I’ve been working in the world of system integration now for more than 12 years and I have always been able to dodge Java. There was always some eager Java guy who would grab the Java to-do’s so I wasn’t obliged to learn a new language. Not that I am against learning new things. But my interest was always to work with more visual tooling rather then hacking pure code.

A few weeks ago I started at a new client with no specific SOA or OSB challenges for me to get started on and I was asked to look at a thingy to assist some colleagues with recovery of failed instances. I knew a thing or two about this SOA Java API, but not yet how to use it. And there it was… I had to dive into Java. So I decided to go for it and get to know big J.

As a every IT guy picking up something new, I asked my good friend Google if he knew more about the subject of SOA Fault Recovery. And after some clicks I found both  Rafael Andrade’s blog and the Oracle ‘documentation’ on the “Oracle Fusion Middleware Infrastructure Management Java API Reference for Oracle SOA Suite 11g Release 1 (11.1.1)“. Quite a mouth full!

The great thing about Andrade’s blog is that he made the code available as JDev project as and has a set of two Composites to work with so you can fake a fault scenario as well. A link can be found at the bottom of his blog post.

As I’ve been playing with SOA Suite 12c for a while now and at my new client they have 12c as well, I threw away (backup on external drive) my old 11g Oracle VM. As I did not have proper accounts at the client yet to work against the development environment, I decided to use my own laptop with the 11g VM again to start my learning journey.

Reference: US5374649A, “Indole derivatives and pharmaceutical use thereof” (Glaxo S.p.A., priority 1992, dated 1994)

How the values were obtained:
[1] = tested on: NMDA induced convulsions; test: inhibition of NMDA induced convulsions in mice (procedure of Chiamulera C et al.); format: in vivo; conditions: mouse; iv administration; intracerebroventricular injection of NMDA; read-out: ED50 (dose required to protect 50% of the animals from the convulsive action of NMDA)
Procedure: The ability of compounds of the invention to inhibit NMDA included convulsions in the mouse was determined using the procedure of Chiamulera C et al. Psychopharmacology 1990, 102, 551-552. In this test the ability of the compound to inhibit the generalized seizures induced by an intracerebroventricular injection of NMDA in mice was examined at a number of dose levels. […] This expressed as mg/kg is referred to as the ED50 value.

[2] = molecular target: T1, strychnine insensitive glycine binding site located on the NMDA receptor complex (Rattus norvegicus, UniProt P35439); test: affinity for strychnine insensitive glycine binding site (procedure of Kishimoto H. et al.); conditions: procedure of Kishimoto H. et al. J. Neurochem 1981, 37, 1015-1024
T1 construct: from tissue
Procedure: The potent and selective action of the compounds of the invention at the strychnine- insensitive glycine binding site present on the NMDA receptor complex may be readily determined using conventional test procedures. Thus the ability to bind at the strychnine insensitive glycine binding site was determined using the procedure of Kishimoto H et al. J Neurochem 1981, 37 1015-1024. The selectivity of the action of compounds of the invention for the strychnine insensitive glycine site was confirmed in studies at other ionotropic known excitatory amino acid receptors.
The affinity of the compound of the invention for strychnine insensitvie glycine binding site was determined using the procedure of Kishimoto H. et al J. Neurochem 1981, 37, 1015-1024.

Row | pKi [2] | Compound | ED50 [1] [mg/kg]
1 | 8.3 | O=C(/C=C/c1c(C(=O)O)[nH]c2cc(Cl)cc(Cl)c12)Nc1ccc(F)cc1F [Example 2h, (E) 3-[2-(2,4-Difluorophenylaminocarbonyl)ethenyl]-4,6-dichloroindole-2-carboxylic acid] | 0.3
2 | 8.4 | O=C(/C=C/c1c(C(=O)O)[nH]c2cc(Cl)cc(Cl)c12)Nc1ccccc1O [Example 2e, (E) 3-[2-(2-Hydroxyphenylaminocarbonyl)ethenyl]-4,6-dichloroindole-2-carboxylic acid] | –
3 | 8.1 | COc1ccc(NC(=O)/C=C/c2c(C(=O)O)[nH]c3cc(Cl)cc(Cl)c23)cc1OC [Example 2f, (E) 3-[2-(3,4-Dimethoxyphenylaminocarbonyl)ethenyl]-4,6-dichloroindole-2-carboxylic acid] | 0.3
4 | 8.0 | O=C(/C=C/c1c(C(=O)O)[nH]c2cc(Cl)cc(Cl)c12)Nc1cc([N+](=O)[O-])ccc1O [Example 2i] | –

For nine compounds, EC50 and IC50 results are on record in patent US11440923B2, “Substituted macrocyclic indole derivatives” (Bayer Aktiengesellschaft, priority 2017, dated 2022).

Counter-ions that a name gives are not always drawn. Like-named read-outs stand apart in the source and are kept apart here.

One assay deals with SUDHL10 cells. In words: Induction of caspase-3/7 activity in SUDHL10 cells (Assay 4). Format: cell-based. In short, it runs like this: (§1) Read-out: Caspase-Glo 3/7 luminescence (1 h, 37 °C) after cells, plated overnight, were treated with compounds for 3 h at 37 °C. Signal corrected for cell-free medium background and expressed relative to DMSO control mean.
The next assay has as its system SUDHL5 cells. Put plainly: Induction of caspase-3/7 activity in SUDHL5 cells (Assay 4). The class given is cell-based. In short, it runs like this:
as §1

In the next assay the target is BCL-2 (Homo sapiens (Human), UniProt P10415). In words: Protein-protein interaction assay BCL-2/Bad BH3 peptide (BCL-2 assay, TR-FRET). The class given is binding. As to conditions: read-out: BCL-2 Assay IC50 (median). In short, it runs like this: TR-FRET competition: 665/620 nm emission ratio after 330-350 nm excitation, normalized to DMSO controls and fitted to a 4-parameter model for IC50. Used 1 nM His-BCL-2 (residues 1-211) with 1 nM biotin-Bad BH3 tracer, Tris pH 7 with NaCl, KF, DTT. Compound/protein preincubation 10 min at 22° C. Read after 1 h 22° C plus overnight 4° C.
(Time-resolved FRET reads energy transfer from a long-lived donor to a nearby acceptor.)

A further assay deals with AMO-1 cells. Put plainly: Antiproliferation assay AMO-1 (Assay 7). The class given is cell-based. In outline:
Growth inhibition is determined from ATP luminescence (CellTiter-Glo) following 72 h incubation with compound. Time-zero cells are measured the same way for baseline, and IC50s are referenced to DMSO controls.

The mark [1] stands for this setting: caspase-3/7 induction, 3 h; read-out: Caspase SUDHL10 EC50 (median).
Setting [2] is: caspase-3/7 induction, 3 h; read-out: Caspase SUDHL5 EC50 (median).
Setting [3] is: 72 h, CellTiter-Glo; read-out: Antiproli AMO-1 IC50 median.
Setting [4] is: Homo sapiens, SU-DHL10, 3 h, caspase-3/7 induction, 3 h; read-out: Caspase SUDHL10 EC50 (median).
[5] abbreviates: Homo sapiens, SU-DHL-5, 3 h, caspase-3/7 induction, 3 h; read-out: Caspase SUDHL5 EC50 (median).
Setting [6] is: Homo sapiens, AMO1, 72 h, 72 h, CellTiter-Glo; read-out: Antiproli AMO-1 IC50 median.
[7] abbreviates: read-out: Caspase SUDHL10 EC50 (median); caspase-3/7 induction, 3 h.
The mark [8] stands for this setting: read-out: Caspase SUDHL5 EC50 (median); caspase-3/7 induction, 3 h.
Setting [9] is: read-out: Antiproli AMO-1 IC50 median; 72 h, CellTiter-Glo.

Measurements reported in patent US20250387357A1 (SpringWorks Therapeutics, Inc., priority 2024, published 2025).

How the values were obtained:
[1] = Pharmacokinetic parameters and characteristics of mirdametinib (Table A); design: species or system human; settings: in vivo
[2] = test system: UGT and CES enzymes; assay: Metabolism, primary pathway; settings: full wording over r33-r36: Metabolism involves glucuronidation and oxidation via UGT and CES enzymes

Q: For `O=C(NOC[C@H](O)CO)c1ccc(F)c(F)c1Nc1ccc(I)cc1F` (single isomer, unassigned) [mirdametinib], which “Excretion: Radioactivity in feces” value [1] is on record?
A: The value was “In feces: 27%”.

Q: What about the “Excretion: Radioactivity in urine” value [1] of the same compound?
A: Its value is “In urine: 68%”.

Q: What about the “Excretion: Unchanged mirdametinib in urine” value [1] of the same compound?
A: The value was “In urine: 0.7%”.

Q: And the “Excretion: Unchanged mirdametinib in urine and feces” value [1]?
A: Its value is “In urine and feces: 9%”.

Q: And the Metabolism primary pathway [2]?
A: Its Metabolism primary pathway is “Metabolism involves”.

After starting up the VM, deploying the Composites and running some tests, I was ready to make some needed changes. The stakeholder within the company had some additional requests. The script only was able to recover the instances one by one, or recover everything at once.

The requests of the stakeholder were, in no particular order:

  • Set date restrictions. You don’t want to recover everything from the past at once.
  • Recover the failed instances in well dosed chunks.
  • Search for a specific failed Component name
  • Search for sensor values or a value in the error message
  • Ability to run the tool from the command line.

The script already covered a lot of options, but not all. Also if you wanted to recover all instances of a specific Component, you have to alter the script. Not an option for us here. So I had to do some Java coding my self too.